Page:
Infrastructure development in our democratic system

01 February 2019

Oleh : Wimar Witoelar 

Recently  PricewaterhouseCoopers, the global professional services network headquartered in London, published long-term global growth projections to 2050 for 32 of the largest economies in the world. The four largest economies in the world are projected to be China (1st), India (2nd), United States (3rd) and Indonesia (4th)

Projections necessarily rely on trends and assumptions, and they clearly underlie the high expectations for Indonesia. Since 1998 we have been on the path to democracy. There have been setbacks and doubts along the way, but nothing like the suffocating oppression of the Suharto years.  Even today the challenges abound, but we have proven to be capable of finding our way to a more complete democracy. The current leaders are far removed from the corrupt culture of the past, and genuine development has captured the attention of the public. Infrastructure is being built at a heady pace on land and  at sea. Highways, railroads, harbours, airports and power plants. 

To sustain the development efforts we need a good government and political stability. Currently as  people are gearing up to the presidential and legislative elections in April, an important drama is being played out in lush forests that host the Batang Toru river. A hydroelectric power plant is being prepared to face the power needs that the government has identified for many years to come. The choice is hydropower because it is sustainable and  much cleaner than the alternatives. Since its multifaceted approval by the government and numerous special agencies, detailed engineering plans have been drawn up for the construction of a river-driven hydroelectric power plant. It is specially designed to benefit from the freely running flow of the river and will not use conventional storage of water in a reservoir. This will avoid the risk of submerging villages and thousands of people as conventional hydroelectric projects normally do in Java and other parts of the world. The government has approved the project because it is designed to minimize disruption to the natural and social environment of the Batang Toru region in Southern Tapanuli.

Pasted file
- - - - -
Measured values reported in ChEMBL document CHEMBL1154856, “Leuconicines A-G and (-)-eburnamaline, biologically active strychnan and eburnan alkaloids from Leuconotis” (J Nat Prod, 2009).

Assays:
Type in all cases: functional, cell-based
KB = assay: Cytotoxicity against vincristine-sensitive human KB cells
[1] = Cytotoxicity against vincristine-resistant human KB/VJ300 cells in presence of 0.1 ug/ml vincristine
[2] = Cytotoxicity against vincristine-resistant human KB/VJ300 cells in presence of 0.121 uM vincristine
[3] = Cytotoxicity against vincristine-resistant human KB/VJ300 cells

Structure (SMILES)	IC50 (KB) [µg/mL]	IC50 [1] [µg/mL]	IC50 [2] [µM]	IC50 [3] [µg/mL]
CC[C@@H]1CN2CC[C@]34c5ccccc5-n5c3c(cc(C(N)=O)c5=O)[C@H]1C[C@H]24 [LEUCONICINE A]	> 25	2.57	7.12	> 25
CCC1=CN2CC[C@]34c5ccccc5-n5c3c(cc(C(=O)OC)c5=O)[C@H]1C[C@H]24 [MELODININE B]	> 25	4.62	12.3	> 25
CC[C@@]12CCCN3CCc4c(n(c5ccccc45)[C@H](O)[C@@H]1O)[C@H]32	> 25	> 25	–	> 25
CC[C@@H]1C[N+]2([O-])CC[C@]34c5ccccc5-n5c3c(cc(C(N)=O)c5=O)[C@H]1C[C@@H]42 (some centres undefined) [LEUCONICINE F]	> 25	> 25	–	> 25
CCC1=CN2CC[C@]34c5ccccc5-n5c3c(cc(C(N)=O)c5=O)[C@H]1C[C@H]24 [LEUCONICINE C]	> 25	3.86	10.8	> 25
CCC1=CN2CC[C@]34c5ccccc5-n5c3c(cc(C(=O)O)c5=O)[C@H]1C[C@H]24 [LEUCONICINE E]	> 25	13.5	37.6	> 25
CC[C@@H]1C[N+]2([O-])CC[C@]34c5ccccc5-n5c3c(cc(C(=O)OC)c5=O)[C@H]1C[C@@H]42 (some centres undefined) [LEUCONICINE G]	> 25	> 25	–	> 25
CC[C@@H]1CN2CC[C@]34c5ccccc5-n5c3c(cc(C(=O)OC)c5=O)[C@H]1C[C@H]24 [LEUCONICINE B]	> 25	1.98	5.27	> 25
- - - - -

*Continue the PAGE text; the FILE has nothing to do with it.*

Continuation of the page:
Infrastructure is key to development, but in a democratic society decisions must be based on popular consensus. It has be a win-win game to be genuinely reflective of the will of the people. This requires participation and understanding between the project and the many stakeholders. Ultimately investors must appreciate that in our democratic system, variety of perspectives are a necessary foundation of a large infrastructure project. 

Open communication is essential because there are many questions on the project and equally many answers. Worries have been addressed before the government authorized the North Sumatra Hydroelectric Project on the Batang Toru River. The major concerns are the survival of the rare Orangutan , the earthquake risk, the integrity of the natural and social system.

Blessing come with responsibilities. The joyful discovery of the last remaining 800 members of a rare species of Orangutan. This brought to seven the number of great ape species globally. Project scientists have followed the movements of the great apes to make sure they will not be endangered by future activities related to construction and operation of the hydroelectric power plant. The government has deployed a monitoring team to record daily activities of the orangutan. 

There are other matters that are closely watched by civil society groups. They make sure that the choices support sustainable development. Everybody stands to gain from integrity of the natural and social environment. Project engineers from the beginning have made risk management the overriding concern, with studies and government supervision. All address worries about earthquake dangers. Most importantly, the River-run technology depends on the health of the ecosystem that drives healthy flow of the river.

Clean energy is the major advantage of the hydropower and makes this the overriding energy choice over any other alternative. Clear benefits and precautionary measures support the choice, and constant monitoring on the ground should keep the project on track.

International scientists occasionally offer their views on issues related to the project. They are predominantly sectoral in focus and done from a distance. It is important that these views be taken in context with knowledge accumulated on the ground. To their credit the Indonesian government is committed to keeping the public discussion open within reasonable limits. It is up to the project owners to conduct full and honest communications with the public to enable the Batang Toru project to proceed to its successful completion. A hard and arduous path, but in Indonesia's democratic society this is the way to provide infrastructure for the needs of the people.

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